Leave a comment

The Beast

This piece is part of in-Training Mental Health Week.

Neuroanatomy lab exam. You’ve got this. You studied hard. You’re good at anatomy, you know that. Okay, found a tag you definitely know. Start at the one you know. You’ll be okay.

It’s the way I try to start every exam. I try to talk myself up to push away all of the negativity slowly flooding my brain. Anxiety is a tough card to be dealt, especially in medical school. There are only so many ways to cope with the mounting pressure.

My first memorable bout of test-related anxiety started in my junior year of college. I was in the middle of one of my toughest semesters yet, packed with a full load of science courses. At the time, I didn’t think the strange thing happening was anxiety-related at all. I would walk into my organic chemistry tests confident and ready to succeed, take the exam and finish with time to spare. On my walk back to the shuttle, all of my previous confidence would crumble to pieces and I would cry to my mom on the phone. A few days after our grades would show up, lo and behold, I would pass with flying colors.

You may think that after being shown that I had the ability, I would stop freaking out. The problem was, I saw no issue with my short instances of panic. Maybe they were actually a good thing, I would tell myself. Maybe it was like a charm and every freak out I had was really helping me in the long run. I was incredibly wrong.

Fast forward three years. Now in my third term of medical school, my anxiety has returned to haunt me 10 fold. Instead of freaking out after exams, it has become an ever-present event, a battle to stay levelheaded. Sometimes I’ll have full symptoms, mentally and physically. Other times, only my body will respond with panic. It’s confusing, scary and incredibly distracting during an exam.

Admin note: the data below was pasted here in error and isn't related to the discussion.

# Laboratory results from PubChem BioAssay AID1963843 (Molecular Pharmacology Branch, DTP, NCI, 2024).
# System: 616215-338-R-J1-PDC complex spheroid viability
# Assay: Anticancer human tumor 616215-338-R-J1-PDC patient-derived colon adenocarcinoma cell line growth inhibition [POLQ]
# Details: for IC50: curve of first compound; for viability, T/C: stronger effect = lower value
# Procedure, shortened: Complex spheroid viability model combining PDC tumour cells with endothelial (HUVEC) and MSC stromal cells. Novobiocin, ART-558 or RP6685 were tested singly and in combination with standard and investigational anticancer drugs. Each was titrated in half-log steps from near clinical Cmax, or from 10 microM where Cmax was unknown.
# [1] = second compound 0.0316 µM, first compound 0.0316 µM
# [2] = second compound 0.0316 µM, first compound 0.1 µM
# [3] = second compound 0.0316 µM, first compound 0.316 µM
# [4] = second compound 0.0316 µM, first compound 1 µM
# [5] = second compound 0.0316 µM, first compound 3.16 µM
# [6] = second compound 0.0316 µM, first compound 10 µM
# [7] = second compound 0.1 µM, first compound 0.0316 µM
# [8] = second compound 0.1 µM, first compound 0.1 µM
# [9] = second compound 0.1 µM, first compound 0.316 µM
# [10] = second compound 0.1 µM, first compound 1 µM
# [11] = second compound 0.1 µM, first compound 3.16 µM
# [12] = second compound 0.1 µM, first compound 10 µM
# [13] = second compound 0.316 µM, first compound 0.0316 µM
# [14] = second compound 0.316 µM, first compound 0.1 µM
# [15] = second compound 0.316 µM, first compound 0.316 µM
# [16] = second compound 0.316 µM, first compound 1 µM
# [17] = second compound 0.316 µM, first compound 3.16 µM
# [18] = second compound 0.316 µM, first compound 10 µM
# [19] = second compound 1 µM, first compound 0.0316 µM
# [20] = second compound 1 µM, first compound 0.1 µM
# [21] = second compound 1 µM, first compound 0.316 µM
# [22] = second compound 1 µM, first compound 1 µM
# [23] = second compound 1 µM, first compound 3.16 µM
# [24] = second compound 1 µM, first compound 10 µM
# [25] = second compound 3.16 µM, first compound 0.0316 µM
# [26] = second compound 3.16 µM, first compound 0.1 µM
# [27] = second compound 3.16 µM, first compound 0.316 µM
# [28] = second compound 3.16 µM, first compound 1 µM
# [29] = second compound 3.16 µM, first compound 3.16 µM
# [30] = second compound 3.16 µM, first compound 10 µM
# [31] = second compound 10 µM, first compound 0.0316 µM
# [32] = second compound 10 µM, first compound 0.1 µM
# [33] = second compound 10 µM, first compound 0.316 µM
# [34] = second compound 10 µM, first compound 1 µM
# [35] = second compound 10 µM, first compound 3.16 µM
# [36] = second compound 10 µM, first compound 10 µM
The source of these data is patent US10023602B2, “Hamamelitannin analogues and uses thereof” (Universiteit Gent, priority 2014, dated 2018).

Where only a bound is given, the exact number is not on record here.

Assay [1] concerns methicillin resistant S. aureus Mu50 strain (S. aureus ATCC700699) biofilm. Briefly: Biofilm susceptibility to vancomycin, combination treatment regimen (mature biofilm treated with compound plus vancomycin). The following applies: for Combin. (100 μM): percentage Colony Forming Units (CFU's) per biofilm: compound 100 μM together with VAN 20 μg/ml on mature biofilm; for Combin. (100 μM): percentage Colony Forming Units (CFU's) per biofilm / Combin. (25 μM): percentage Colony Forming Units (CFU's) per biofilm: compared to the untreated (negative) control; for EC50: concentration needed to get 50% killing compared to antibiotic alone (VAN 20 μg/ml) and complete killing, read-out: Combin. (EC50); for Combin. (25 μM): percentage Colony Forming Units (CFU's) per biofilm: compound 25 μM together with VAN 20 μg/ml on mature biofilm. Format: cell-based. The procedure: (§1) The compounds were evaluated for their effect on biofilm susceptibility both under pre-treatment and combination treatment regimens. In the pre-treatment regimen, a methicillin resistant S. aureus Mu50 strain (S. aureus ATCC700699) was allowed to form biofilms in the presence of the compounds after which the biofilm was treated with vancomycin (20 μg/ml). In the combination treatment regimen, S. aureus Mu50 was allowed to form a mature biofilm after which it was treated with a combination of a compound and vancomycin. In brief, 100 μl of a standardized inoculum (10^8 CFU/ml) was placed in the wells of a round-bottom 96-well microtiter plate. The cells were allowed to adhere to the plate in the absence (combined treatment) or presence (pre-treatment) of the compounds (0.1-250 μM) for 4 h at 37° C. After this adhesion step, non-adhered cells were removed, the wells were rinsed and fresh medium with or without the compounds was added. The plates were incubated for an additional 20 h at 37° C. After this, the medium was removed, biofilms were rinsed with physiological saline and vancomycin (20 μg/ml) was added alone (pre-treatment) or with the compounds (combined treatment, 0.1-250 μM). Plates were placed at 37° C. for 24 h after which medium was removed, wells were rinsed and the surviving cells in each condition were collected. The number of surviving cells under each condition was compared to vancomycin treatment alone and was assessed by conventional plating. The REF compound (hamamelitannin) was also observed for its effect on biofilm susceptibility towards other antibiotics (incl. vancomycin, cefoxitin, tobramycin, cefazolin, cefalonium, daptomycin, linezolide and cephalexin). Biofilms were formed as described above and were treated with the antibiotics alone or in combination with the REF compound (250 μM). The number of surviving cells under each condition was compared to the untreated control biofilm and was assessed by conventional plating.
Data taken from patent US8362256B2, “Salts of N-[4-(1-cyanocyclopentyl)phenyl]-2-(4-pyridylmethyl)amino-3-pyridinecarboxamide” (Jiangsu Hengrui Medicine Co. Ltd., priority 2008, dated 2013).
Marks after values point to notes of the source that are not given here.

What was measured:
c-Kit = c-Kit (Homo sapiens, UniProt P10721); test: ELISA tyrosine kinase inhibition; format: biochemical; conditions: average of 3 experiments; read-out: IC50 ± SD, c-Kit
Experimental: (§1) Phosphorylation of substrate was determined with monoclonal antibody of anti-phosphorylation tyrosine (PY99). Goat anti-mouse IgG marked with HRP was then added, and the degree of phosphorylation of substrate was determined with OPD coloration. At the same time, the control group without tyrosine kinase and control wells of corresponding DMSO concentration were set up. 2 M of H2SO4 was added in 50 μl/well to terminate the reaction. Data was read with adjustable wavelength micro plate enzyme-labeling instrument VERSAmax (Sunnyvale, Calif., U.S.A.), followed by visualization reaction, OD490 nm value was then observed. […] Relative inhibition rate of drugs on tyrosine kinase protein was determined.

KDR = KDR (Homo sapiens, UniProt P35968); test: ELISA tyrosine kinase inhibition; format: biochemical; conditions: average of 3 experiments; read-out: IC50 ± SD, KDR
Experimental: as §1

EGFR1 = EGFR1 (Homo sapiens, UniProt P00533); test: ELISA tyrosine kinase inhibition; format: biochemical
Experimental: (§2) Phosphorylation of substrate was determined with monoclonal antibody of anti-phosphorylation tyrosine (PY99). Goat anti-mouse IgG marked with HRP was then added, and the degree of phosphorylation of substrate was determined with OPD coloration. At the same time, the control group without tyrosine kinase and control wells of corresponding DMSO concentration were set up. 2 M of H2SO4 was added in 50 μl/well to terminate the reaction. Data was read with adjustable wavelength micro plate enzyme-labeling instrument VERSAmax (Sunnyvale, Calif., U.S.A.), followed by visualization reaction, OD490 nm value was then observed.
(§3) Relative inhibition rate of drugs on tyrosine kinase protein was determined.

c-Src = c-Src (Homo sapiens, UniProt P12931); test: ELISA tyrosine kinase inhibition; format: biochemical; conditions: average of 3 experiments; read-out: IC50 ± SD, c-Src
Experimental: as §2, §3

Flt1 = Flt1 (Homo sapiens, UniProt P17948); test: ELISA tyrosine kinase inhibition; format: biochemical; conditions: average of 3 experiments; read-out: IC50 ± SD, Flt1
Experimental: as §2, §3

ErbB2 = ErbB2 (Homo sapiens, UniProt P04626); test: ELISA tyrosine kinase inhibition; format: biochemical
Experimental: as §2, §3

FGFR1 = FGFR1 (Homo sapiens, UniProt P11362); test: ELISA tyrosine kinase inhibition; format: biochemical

As I round the corner to the second question on the lab exam, I freeze. I do not know the answer. I can feel my hands start to shake and my pulse quicken. I can feel my heart beat through my chest and hear it in my ears. My eyes dart around frantically, watching my other classmates scribble answers on their papers. It feels like I need to run, like I’m being chased — the beast of my anxiety is out to ruin me. I stare at the tag and secondary question for a good 15 seconds, which feel like an eternity and warp speed all at the same time, before any words start to float around in my now vastly empty mind. I run out of time before I can answer the second question and I quickly jot it down to maybe answer later.

After about six questions a professor spots me rocking back and forth on my heels, something I was unaware that I was doing. She comes behind me and assures me I know more than I feel and that I need to keep breathing. No one had ever attempted to calm me down during an exam. In reality, it’s not really plausible to do so. Maybe it was my once instance of luck. While I had a few more moment of panic, I was able to come back and not let it destroy my focus.